I too am hearing the prelude to cannon fire, and have for some time now....
DISSENT AND UNREST IN AMERICA
A while ago, a so-called future time traveller name of John Titor said the a Civil War will come to America once again. Not that I believe this man,
but the signs are everywhere that Americans are getting mad at their Government.....
The continuing episodes of protest and dissent in the United States have their basis in the First Amendment to the Constitution, a great safety valve
that is lacking in most other nations of the world. The First Amendment creates a sanctuary around the citizen's beliefs. His ideas, his conscience,
his convictions are his _ own concern, not the government's.
"Congress shall make no law respecting an establishment of religion, or prohibiting the free
exercise thereof; or abridging the freedom of speech, or of the press; or the right of the
people peaceably to assemble, and to petition the Government for a redress of grievances"
All dissenters are protected by the First Amendment. A "communist" can be prosecuted for actions against society, but not for expressing his views
as to what the world order should be. Although television and radio time as well as newspaper space is available to the affluent members of this
society to disseminate their views, most people cannot afford that space. Hence, the means of protest, and the customary manner of dissent in America,
from the days of the American Revolution, has been pamphleteering.
Other methods of expression, however, are also protected by the First Amendment-from picketing, to marching on the city streets, to walking to the
State Capital or to Congress, to assembling in parks and the like.
It was historically the practice of state police to use such labels as "breach of the peace" or "disorderly conduct" to break up groups of
minorities who were protesting in these unorthodox ways. The real crime of the dissenters was that they were out of favor with the Establishment, and
breach of the peace or disorderly conduct was used merely as a cloak to conceal the true nature of the prosecution.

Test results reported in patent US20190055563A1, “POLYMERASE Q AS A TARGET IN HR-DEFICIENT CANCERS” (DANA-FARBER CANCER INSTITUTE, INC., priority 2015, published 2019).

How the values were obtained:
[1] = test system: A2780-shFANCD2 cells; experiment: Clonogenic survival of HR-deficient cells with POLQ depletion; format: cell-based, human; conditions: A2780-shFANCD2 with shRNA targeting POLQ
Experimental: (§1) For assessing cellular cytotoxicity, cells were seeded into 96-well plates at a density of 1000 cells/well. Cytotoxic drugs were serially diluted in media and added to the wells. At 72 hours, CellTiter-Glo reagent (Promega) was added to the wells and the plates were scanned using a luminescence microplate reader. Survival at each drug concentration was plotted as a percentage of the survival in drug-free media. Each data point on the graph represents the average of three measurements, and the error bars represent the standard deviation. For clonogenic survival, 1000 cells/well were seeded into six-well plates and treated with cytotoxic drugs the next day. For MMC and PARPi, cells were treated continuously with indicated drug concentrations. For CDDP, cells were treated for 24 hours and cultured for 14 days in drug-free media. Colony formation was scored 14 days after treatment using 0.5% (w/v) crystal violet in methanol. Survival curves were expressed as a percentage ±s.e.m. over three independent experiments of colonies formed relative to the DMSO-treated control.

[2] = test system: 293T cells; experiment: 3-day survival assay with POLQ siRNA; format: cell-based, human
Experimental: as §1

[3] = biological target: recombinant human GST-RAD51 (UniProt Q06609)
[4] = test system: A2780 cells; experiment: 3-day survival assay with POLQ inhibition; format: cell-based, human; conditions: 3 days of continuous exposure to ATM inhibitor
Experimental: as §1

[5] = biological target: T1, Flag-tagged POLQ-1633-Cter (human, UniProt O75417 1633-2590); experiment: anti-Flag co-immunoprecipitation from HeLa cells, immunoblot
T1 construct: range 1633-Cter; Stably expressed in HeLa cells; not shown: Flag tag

In 1931 the Supreme Court, in an opinion by Chief Justice Charles Evans Hughes, held that the First Amendment was applicable to the States by reason
of the Due Process Clause of the Fourteenth Amendment. That Clause provides that no State shall deny any person "liberty" without "due process."
The Hughes Court held that the right to dissent, protest, and march for that purpose was within the purview of the First Amendment. Breach of the
peace and disorderly conduct could, therefore, no longer be used as an excuse for the prosecution of minorities.
Parades, of course, can be regulated to avoid traffic problems and to allow for easy access to public offices by other people. Pickets may be
regulated as to numbers and times and places. But the basic right of public protest may not be abridged.
While violence is not protected by the Constitution, lawful conduct, such as marching and picketing, often boils over into unlawful conduct because
people are emotional, not rational, beings. So are the police; and very often they arrest the wrong people. For the police are an arm of the
Establishment and view protesters with suspicion. Yet American protesters need not be submissive. A speaker who resists arrest is acting as a free
man. The police do not have carte blanche to interfere with his freedom. They do not have the license to arrest at will or to silence people at
This is one of the many instances showing how the Constitution was designed to keep government off the backs of the people.
Military strategy has indeed become dominant in our thinking; and the dominance of the military attitude has had a sad effect at home.
There have always been grievances and youth has always been the agitator.
Forces too numerous to catalogue have produced a decade of protests that is in many ways unique:
(1) It comes during a time of prolonged affluence, not of depression;
(2) It is not ideological in its orientation, but is essentially
(3) It is led by the young people who, though not unanimous in tactics or in objectives, have given these protests a revolutionary tone. The goal of
their revolution is not to destroy the regime of technology. It is to make the existing system more human, to make the machine subservient to man, to